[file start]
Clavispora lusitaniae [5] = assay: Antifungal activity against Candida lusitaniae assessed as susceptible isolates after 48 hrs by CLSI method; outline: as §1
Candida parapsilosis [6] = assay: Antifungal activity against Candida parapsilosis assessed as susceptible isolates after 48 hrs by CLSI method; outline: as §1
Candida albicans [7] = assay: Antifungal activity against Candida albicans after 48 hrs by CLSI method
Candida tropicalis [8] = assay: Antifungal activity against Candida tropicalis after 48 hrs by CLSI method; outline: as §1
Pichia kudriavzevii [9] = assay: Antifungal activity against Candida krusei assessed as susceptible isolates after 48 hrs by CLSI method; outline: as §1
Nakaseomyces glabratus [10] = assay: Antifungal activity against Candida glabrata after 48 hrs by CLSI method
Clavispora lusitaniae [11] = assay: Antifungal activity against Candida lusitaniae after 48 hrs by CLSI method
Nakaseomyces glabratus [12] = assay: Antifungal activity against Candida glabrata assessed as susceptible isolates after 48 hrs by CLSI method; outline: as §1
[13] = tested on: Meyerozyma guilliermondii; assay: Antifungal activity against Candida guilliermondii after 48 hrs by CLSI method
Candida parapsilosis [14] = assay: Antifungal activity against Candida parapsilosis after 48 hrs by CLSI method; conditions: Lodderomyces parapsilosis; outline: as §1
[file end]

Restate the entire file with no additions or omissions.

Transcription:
Clavispora lusitaniae [5] = assay: Antifungal activity against Candida lusitaniae assessed as susceptible isolates after 48 hrs by CLSI method; outline: as §1
Candida parapsilosis [6] = assay: Antifungal activity against Candida parapsilosis assessed as susceptible isolates after 48 hrs by CLSI method; outline: as §1
Candida albicans [7] = assay: Antifungal activity against Candida albicans after 48 hrs by CLSI method
Candida tropicalis [8] = assay: Antifungal activity against Candida tropicalis after 48 hrs by CLSI method; outline: as §1
Pichia kudriavzevii [9] = assay: Antifungal activity against Candida krusei assessed as susceptible isolates after 48 hrs by CLSI method; outline: as §1
Nakaseomyces glabratus [10] = assay: Antifungal activity against Candida glabrata after 48 hrs by CLSI method
Clavispora lusitaniae [11] = assay: Antifungal activity against Candida lusitaniae after 48 hrs by CLSI method
Nakaseomyces glabratus [12] = assay: Antifungal activity against Candida glabrata assessed as susceptible isolates after 48 hrs by CLSI method; outline: as §1
[13] = tested on: Meyerozyma guilliermondii; assay: Antifungal activity against Candida guilliermondii after 48 hrs by CLSI method
Candida parapsilosis [14] = assay: Antifungal activity against Candida parapsilosis after 48 hrs by CLSI method; conditions: Lodderomyces parapsilosis; outline: as §1